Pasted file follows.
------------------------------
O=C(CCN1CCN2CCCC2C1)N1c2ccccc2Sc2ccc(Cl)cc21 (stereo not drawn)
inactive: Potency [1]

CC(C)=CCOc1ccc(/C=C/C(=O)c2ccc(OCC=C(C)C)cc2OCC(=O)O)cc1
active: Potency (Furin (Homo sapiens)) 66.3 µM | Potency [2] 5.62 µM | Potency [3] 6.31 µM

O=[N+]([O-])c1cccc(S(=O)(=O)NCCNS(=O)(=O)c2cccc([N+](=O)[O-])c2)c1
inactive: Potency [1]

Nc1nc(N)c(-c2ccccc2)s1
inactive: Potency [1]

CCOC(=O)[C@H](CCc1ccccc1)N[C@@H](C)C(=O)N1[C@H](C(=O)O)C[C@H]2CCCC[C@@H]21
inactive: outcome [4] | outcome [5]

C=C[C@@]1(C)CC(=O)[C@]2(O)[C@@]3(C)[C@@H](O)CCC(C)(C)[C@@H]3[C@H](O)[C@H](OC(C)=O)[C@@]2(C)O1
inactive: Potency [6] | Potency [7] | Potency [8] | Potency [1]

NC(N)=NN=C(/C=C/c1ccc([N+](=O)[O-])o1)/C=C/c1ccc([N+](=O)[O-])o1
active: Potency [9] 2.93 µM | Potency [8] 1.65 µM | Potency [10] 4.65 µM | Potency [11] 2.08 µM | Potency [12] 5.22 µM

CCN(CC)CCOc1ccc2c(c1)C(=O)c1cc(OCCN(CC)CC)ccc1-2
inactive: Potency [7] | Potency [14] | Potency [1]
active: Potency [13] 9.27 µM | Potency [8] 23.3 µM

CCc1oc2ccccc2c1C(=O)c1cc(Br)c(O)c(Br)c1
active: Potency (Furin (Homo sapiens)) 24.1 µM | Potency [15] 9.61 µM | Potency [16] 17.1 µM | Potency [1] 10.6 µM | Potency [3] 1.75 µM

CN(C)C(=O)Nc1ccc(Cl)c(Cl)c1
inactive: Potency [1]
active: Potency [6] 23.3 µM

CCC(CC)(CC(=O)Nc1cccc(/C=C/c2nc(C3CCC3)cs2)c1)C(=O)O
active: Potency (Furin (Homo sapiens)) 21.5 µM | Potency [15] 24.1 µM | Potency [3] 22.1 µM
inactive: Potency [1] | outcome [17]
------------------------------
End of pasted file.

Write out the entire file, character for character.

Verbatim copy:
O=C(CCN1CCN2CCCC2C1)N1c2ccccc2Sc2ccc(Cl)cc21 (stereo not drawn)
inactive: Potency [1]

CC(C)=CCOc1ccc(/C=C/C(=O)c2ccc(OCC=C(C)C)cc2OCC(=O)O)cc1
active: Potency (Furin (Homo sapiens)) 66.3 µM | Potency [2] 5.62 µM | Potency [3] 6.31 µM

O=[N+]([O-])c1cccc(S(=O)(=O)NCCNS(=O)(=O)c2cccc([N+](=O)[O-])c2)c1
inactive: Potency [1]

Nc1nc(N)c(-c2ccccc2)s1
inactive: Potency [1]

CCOC(=O)[C@H](CCc1ccccc1)N[C@@H](C)C(=O)N1[C@H](C(=O)O)C[C@H]2CCCC[C@@H]21
inactive: outcome [4] | outcome [5]

C=C[C@@]1(C)CC(=O)[C@]2(O)[C@@]3(C)[C@@H](O)CCC(C)(C)[C@@H]3[C@H](O)[C@H](OC(C)=O)[C@@]2(C)O1
inactive: Potency [6] | Potency [7] | Potency [8] | Potency [1]

NC(N)=NN=C(/C=C/c1ccc([N+](=O)[O-])o1)/C=C/c1ccc([N+](=O)[O-])o1
active: Potency [9] 2.93 µM | Potency [8] 1.65 µM | Potency [10] 4.65 µM | Potency [11] 2.08 µM | Potency [12] 5.22 µM

CCN(CC)CCOc1ccc2c(c1)C(=O)c1cc(OCCN(CC)CC)ccc1-2
inactive: Potency [7] | Potency [14] | Potency [1]
active: Potency [13] 9.27 µM | Potency [8] 23.3 µM

CCc1oc2ccccc2c1C(=O)c1cc(Br)c(O)c(Br)c1
active: Potency (Furin (Homo sapiens)) 24.1 µM | Potency [15] 9.61 µM | Potency [16] 17.1 µM | Potency [1] 10.6 µM | Potency [3] 1.75 µM

CN(C)C(=O)Nc1ccc(Cl)c(Cl)c1
inactive: Potency [1]
active: Potency [6] 23.3 µM

CCC(CC)(CC(=O)Nc1cccc(/C=C/c2nc(C3CCC3)cs2)c1)C(=O)O
active: Potency (Furin (Homo sapiens)) 21.5 µM | Potency [15] 24.1 µM | Potency [3] 22.1 µM
inactive: Potency [1] | outcome [17]